FIRST REVIEW: Why The Toshiba Tablet Is The Best Honeycomb Device Yet
F
O
9Overall Score
Product Rating9
Editor Rating9

The tablet market may have slumped 34% in the last quarter but it has not stopped vendors like Toshiba launching a new 10″ Android AT 100 Honeycomb tablet that offers a lot more than a hardware casing and a bog standard Google Honeycomb OS.

The big problem in the Android tablet market is that all of the devices are running the same Honeycomb OS, some better than others. But when it comes to hardware differentiation, brands like Toshiba are really starting to cut through with removable backs which allow for the use of a different coloured casing.

Then there is the inclusion of an SD card slot that is missing from the likes of the Motorola Xoom and the Acer Iconia A500 which also lacks support for Microsoft Exchange and Outlook.

When you first pick up the Toshiba AT100, you instantly notice the stylish camera on the front and back. Instead of being almost hidden in the aesthetics of the device, similar to what several Android tablet makers have done, Toshiba has chosen to make the camera a feature.

The front facing camera is 2MP and the rear 5MP. Image resolution was good but more importantly the shooting of an image using the Toshiba was a lot easier because of the location of the camera on the right side of the device. 

 

The Toshiba tablet that I got is fast and appeared to be a tad lighter than the Acer and Motorola tablet offerings. This could be because the back of the device is a lot lighter than the aluminium used on other tablets.

Unlike the Acer tablet, which has its power on/off button on the side, the Toshiba tablet, which was going to be called the ‘Thrive’ till someone pointed out the connection with a garden fertilizer, has the power button on the top left hand side along with the volume control. This is a lot better than what most other Android tablet manufacturers are delivering.

Another big benefit is that this device comes with an interchangeable battery. The 6 cell battery pack will cost you $79.95 and is well worth it if you choose to take a tablet instead of a notebook to meetings or a day trip interstate.

The first thing you notice about the Toshiba tablet is its multimedia capabilities. After easily configuring my Google Account and my Microsoft Exchange email feed, I chose to play around with the video capabilities.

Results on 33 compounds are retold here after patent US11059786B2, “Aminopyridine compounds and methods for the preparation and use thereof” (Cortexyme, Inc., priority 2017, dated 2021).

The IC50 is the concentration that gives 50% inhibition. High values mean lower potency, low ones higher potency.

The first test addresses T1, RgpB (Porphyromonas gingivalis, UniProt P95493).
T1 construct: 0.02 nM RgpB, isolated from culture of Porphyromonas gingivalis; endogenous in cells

Where Toshiba’s tablet is different from the rest is that it has a full HDMI port and an excellent LED screen which appears to be brighter than both the Motorola Xoom and Acer offering.

 

The NVIDIA Tegra 2 chip which is the same processor used in the Motorola Xoom appeared to be faster despite the processors being the same. This could be because Toshiba is not putting as much demand on the processor through its application configuration.

Toshiba has done an excellent job of configuring attach capability to their tablet with a USB port and SD cable connection on the side.

The use of a full HDMI port allows one to use a standard HDMI cable, as opposed to having to carry around a micro HDMI cable or adapter.

As a PC vendor, as opposed to what is being delivered by smartphone vendors, Toshiba has realised the importance of technology like DLNA which allows a user to easily connect the new AT100 tablet with a PC or a new All-in-One PC that has DLNA built in.

The Toshiba device I tested was Wi Fi-only which is okay for around the home or office or on location where there is a Wi Fi hotspot. But it really does need a 3G capability, especially when using the device for presentations using content in cloud environments such as Dropbox or via web browser.

The real stand out is the inclusion of a full-size SD card reader. This allowed me to easily view images shot on my digital camera by simply transferring the SD card from one device to another.

Feature-wise, and taking into account the $579 price tag, this device is the best we have seen because of the inclusion of an SD card slot, Full HDMI and the clever integration of its cameras. Then there is the interchangeable battery and the colour coded backs which add a little bit of style.

For a company that invented the notebook, Toshiba has demonstrated that when it comes to small and the packing in of hardware, they are way ahead of a lot of other vendors. While the software is close to what other vendors are offering, Toshiba’s has done a good job of things like DLNA and upscaling of video.

On the down side, it needs a 3G capability.